Radio during a crisis
Events are moving at a breakneck pace with the world in the grip of a pandemic. Every day brings new developments and announcements that affect the way we live, with impacts on society and the wider economy that are hard to predict at this point.
This is nerve-wracking and unsettling for everyone. It can be harder to trust the information in front of you or know what to do or how to react. It also demonstrates therefore why a range of free and independent media, supported by professional journalists and news teams is so important to our society.
We are fortunate in the UK to have a plurality of media both at a national and local level, across broadcast, press and online. All of these are playing an important part in keeping the public informed at this difficult time and it is particularly interesting to see how radio is providing accurate and trustworthy news in a time of crisis.
Radio is able to play this role partly because it retains an extraordinarily high audience (reaching nine out of 10 people each week), but also due to its versatility in offering different approaches to the challenge of talking about such an all-encompassing news story as the COVID-19 outbreak. In some cases, this will take the form of extensive live coverage of breaking news with stations like LBC exploring issues in detail, speaking to politicians or experts and broadcasting the Government’s latest news conference. But it might also take the form of short bulletins at the top of the hour, highlighting the latest developments and advice at key points throughout the day. Or even something as deceptively simple as the empathy, understanding and good humour of presenters at such a challenging time.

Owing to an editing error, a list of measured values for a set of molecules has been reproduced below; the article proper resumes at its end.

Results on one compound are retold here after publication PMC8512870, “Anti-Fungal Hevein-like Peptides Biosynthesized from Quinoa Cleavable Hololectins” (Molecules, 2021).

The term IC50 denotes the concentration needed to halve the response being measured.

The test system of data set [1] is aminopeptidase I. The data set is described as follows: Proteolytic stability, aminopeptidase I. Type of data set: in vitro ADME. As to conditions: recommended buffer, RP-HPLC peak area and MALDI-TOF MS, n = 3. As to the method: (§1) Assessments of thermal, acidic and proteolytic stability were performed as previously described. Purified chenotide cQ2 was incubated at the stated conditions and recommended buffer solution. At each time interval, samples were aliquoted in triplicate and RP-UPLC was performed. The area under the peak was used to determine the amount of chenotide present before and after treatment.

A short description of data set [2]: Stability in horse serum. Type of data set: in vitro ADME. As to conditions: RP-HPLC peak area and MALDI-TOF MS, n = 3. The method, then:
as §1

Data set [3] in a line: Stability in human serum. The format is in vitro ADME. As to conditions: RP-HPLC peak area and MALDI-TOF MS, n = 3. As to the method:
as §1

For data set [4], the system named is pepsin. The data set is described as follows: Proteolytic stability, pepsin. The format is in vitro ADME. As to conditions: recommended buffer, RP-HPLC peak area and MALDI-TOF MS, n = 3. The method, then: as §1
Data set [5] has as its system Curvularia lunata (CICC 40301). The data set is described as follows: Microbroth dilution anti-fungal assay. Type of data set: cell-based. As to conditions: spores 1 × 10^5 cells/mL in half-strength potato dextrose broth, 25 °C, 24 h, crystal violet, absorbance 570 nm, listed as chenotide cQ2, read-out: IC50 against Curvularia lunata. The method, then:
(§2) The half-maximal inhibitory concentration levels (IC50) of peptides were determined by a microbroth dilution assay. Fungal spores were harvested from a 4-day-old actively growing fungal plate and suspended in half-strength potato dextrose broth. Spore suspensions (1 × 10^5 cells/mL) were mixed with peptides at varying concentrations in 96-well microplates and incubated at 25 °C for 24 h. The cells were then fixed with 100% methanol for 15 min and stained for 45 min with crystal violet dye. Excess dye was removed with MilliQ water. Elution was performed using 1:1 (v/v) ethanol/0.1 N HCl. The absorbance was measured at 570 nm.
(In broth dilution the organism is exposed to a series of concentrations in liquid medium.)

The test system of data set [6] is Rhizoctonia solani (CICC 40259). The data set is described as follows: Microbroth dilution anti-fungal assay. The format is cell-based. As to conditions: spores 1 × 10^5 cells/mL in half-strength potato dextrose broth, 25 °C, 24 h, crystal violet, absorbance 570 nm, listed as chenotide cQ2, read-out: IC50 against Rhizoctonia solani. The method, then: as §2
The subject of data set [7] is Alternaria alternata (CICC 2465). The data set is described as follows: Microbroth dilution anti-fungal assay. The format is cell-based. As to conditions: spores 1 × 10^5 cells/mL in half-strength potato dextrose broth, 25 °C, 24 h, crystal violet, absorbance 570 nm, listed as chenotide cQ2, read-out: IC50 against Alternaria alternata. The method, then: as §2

This role is understood and valued by audiences. Repeated studies show that radio is the most trusted medium for news, with research finding that 77% of audiences in the UK say they see radio as a trusted source of national news, more than any other media. The same study also found that 60% of listeners turn to radio to keep informed during emergency situations. These findings are in line with research from the European Commission that consistently find that radio is the most trusted medium in Europe.
Radio stations are acutely aware of the responsibility they have to their listeners to keep them up to date with accurate news and information. We know from discussions in the past few days that they are doing all they can to continue to keep services running, sometimes in the face of very difficult circumstances. This will continue to be the priority and it is clearly something that listeners really value and expect.
At the same time, we cannot ignore the severe financial impact that it likely to affect all sectors in the coming weeks and months. With that in mind Radiocentre – along with many other industries – has already started discussions with the Government and Ofcom to understand what measures can be put in place to secure radio’s vital future.
As the current crisis progresses and more people spend time at home we should also remember that radio is about entertainment, companionship and lightening the mood. Right now, the world might feel like a lonelier place. We are used to being in contact with people, whether at work, the pub, or enjoying events with our friends. It’s unprecedented in peacetime to be told to avoid these places. So it’s comforting to hear a familiar voice, laugh at a regular segment in your favourite show, or hear that song you really like. Radio offers not just an escape, but also a connection for those that might need it most. At a time of isolation the radio might be the only other voice in the room.
This is borne out by Ofcom research which found that, when radio was taken away for a day, people really missed its presence. It sounds obvious, but when radio was absent listeners referred to missing ‘the friend in the room’ and the driver of ‘daily ritual’. It’s such an accessible medium that sometimes we take it for granted.
This range of attributes that are unique to radio seem more important than ever at the moment. Radiocentre will be working hard over the coming weeks to highlight radio’s importance – publicly through our Radio Bites series and privately with Government – fighting to ensure that stations can continue be a key source of trusted news, an entertainer, a companion and a force for good in a challenging times.
Radiocentre CEO Siobhan Kenny said: “Radio has a unique and important role to play at the moment. These are tough times but we will do our very best to represent the interests of our members and the audiences who rely on them.”